Are you going to tell her why this happened, when it’s all over?

Dalara dashed across the street and ran crying for help to one of the armed men defending the town.

He turned and levelled a spear at the bandits.

Elder Gammin? I didn’t expect him to be in the fighting.

“Get to the Folly with the others, woman,” he yelled as he intercepted her pursuers. “And you scarrin’ murderers, you Light-veiled sons of Kurnn his-self, you come after me first.”

They laughed and squared off with the Elder.

Do something. You have to help him.

What do I do? What about the fires? The Abbey is still burning, along with half the town.

A sudden realization struck Lyllithe. Refocusing isn’t just turning one element into another. It’s also for diverting the flow of one element to somewhere else.

I can use the fires…

Lyllithe had only enough time to bind more flagros before Gammin fell bleeding.

The bandits stepped over his corpse, looking toward the tavern with hungry grins.

The energy bottled up within mixed with Lyllithe’s anger and guilt, churning like a volcano until a shout exploded from her throat.


She stood quivering before the Abbey, arms spread with fingers extended like claws. No more. Her Gracemark shone in the dim light, though she had not attuned to any Passion. Not while I can do something to stop it.

The bandits turned, and their eyes went wide at the sight of her. “You! The Ghostskin that killed Maz.” One of them pointed and laughed. “Look, Battin, she’s a scarrin’ Devoted. She can’t even defend herself.” They stepped toward her.

She loosed the elemental energy. Arms stretched forward, mouth wide in a roar, Lyllithe poured out wrath. Streams of fire cut through the air, illuminating the street. Two charred bodies hit the ground, seared flesh crackling and flaking into ash.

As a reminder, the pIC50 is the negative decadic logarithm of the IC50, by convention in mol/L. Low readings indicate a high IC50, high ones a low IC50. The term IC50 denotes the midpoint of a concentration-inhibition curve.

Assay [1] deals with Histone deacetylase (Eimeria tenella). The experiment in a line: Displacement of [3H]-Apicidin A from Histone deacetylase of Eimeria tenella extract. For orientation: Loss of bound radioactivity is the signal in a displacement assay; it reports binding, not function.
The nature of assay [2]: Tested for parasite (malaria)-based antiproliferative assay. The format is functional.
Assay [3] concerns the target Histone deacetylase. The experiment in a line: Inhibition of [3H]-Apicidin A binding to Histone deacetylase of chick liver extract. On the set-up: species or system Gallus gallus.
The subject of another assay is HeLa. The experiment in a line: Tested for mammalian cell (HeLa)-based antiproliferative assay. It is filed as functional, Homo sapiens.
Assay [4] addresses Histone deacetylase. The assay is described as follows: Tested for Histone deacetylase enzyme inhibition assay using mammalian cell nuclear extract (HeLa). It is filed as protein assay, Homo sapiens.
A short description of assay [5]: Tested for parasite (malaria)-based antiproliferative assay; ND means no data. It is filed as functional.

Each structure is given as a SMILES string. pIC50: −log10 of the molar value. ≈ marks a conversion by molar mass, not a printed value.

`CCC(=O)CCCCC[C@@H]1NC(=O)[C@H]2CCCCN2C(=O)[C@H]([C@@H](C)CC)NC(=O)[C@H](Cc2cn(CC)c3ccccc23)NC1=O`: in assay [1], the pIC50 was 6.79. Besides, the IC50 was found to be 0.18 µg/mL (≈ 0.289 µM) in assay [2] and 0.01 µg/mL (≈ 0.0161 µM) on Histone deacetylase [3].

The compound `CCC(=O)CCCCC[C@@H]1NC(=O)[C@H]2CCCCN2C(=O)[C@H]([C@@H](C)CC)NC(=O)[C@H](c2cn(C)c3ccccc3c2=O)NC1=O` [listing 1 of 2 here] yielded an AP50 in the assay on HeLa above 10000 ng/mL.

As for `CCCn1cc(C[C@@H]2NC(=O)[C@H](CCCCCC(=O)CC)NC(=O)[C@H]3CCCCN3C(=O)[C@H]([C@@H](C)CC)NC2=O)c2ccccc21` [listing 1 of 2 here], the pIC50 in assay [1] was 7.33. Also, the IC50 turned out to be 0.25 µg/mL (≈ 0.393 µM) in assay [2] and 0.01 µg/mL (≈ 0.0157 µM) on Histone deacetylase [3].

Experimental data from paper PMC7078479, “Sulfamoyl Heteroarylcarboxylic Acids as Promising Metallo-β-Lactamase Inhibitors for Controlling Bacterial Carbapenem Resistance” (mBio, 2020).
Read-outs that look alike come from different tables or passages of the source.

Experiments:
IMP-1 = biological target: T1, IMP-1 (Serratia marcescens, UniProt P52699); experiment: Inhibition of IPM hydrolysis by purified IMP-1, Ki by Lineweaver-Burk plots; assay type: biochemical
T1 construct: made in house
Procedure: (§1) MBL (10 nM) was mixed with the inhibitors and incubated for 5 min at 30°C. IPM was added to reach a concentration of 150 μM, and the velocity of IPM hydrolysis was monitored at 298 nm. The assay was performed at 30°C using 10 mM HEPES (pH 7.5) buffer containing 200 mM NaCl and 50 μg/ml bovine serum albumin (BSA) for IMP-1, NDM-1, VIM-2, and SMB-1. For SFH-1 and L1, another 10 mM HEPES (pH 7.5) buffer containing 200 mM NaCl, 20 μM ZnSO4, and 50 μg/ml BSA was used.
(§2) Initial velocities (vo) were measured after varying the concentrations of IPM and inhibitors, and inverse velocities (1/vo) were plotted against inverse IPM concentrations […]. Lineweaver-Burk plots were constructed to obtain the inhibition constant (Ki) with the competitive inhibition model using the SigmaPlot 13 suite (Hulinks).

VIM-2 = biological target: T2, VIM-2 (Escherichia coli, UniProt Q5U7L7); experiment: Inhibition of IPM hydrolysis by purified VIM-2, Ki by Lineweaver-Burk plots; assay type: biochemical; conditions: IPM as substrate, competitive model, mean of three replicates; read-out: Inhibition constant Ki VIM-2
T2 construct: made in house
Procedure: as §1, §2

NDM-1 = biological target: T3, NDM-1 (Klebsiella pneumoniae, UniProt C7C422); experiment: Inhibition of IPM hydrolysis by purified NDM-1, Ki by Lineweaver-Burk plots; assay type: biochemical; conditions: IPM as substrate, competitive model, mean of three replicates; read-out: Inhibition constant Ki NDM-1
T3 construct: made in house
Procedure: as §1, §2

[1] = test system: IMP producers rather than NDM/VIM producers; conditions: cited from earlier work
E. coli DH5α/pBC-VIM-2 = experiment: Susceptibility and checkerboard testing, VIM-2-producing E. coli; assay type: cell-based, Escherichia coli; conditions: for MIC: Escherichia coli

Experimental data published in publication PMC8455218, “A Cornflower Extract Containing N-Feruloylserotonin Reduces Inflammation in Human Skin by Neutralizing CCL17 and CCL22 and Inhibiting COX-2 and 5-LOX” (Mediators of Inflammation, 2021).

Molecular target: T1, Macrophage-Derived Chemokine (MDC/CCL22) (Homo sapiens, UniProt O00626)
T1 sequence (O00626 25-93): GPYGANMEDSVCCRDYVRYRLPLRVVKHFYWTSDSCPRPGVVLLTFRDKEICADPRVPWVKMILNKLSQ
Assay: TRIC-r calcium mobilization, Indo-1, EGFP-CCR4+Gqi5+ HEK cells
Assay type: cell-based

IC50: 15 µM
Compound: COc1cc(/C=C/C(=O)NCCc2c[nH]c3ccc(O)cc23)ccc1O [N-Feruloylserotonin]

Lyllithe stood heaving at each breath, gritted teeth and clenched fists.

And still the doubting voice whispered in her mind.

Too little, too late.

Gammin lay dead, along with a score of Northridge townsfolk. The remaining bandits prowled in and out of homes and shops, looking for victims.

They’re headed toward the Folly. They’ll kill everyone. Where’s Jo?

Lyllithe turned back toward the Abbey. Flames still burned. Part of the roof over the sanctuary collapsed. Several Devoted evacuated the building, aiding limping townsfolk or dragging out those too wounded to walk.

Finally, Marten appeared, directing his flock to safety. His eyes met Lyllithe’s, and his face twisted in confusion. Marten surveyed the scene, lingering on the charred bodies of the bandits. Then he looked back to Lyllithe, and his shoulders sagged as he sighed.

He knows. Lyllithe’s heart tore in two. “I’m sorry,” she whispered.

She turned and dashed toward the tavern.



Josephine watched the Kem stalk her father. She scrambled up the stairs to the guard platform on the Woodwall. Dad needs more strength than his Gracemark alone can give.

She remembered her father’s words—be strong for others—and invoked the Divine. Her Gracebrand flashed gold with each heartbeat, Pulsing endurance to sustain Camden in the fight.

Camden’s hammer spun in his hand, and he danced around the howling Kem’s massive crimson body, dodging punches and kicks in between attacks. Radiance flared from the warhammer with each strike, as if a lightning storm hung directly over the town gate.

Josephine caught herself staring. In all our sparring on the training grounds, I’ve never seen him move like this. She reached the ledge at the top of the wall and ran toward the gate.

The Kem stood below, teeth bared, arms flailing in rage. It hunched over to fight Camden, but even so it had the height of two men. Black blood leaked from several bruises, yet it showed no sign of fatigue.

Camden ducked and weaved, but the beast’s thick hand knocked him off his feet. He slammed into the wall and fell face down in the dirt.

The ground shook with the Kem’s steps. It stood over Camden and raised a cloven hoof to crush the fallen Soulforged.